Here’s some not-so-sweet news: Americans are consuming too much sugar. The American Heart Association reports that U.S. adults consume an average of 77 grams of sugar per day, which is more than three times the recommended amount.
We all volunteered dozens of hours to meet the community service component of the dental school application, and we said we looked forward to making the world a better place after graduation. Yet only 43% of American dentists accept Medicaid or the CHIP platforms designed to serve low-income populations in America.
One hundred years ago, the 19th Amendment was adopted. Women were finally given the right to vote, which was a centerpiece of the first women’s rights movement. Today, this milestone is commemorated as Women’s Equality Day, celebrated every year on Aug. 26 since 1971.
The appalling death of George Floyd put a national and international spotlight on the racial injustices rampant throughout the United States. Millions of protesters all over the world have come out on the streets and online to support the Black Lives Matter movement in the months since.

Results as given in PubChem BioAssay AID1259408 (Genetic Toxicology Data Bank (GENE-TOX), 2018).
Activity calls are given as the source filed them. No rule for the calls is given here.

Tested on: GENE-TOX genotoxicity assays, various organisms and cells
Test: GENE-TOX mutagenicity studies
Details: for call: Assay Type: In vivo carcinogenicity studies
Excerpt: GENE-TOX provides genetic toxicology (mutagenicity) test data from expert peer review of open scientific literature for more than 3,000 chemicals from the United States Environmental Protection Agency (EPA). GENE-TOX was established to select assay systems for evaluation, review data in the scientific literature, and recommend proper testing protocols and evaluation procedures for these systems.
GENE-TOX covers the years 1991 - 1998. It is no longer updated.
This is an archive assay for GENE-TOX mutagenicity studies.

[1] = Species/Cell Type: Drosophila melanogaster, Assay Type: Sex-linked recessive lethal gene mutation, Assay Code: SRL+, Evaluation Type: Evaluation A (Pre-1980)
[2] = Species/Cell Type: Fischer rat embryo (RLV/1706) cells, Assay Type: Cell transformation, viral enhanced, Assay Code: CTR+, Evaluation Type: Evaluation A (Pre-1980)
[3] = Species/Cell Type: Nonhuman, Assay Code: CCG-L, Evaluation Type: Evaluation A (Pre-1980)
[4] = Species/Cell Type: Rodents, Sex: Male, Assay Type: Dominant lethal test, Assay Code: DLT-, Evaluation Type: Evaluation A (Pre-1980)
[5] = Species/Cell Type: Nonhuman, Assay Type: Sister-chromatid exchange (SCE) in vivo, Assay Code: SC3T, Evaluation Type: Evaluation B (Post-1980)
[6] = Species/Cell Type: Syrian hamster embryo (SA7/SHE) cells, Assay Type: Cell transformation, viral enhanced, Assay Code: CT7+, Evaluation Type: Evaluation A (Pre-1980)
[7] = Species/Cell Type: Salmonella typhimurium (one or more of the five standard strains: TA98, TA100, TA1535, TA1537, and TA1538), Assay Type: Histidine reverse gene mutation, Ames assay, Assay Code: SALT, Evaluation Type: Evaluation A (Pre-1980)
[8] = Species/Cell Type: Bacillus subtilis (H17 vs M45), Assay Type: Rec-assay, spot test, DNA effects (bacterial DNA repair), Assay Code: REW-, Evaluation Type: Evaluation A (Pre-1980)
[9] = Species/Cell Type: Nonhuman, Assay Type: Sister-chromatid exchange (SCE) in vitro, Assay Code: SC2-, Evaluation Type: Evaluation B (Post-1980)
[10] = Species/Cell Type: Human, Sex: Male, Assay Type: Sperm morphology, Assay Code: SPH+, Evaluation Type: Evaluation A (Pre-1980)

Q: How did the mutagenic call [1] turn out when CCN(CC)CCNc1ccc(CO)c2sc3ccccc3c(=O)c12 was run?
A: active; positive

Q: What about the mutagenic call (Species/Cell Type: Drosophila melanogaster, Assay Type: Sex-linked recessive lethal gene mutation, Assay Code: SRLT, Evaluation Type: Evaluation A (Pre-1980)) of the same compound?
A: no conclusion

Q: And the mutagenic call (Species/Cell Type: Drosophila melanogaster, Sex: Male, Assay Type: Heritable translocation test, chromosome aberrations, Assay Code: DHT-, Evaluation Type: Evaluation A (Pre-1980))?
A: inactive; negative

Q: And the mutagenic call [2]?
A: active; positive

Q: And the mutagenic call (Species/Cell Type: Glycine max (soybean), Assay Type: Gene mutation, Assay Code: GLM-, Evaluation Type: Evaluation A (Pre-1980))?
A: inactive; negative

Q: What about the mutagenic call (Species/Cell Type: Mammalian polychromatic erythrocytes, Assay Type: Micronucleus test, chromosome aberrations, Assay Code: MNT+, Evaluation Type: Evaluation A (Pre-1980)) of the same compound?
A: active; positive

Becoming a dentist is a journey. We spend years learning how to prevent, diagnose and treat oral diseases, in addition to how to meet the continuously changing dental needs and demands of our patients and the public. Dental education is essential because it allows us to gain the necessary knowledge and technical skills to care for our patients. But is it really enough?
Lesbian, gay, bisexual, transgender, queer and other Americans of gender and sexual minority status (collectively referred to as “LGBTQ+” or “queer” henceforth) have faced a rocky and imperfect road in their fight for equality.
During my undergraduate years, I would dwell on my grades. Getting an 89% on an exam would leave me feeling defeated and frustrated — I was so close to an “A,” after all! Now that I am a third-year attending a pass/fail dental school, I feel as though I’m able to perform at the best of my intellectual abilities with minimal academic stress.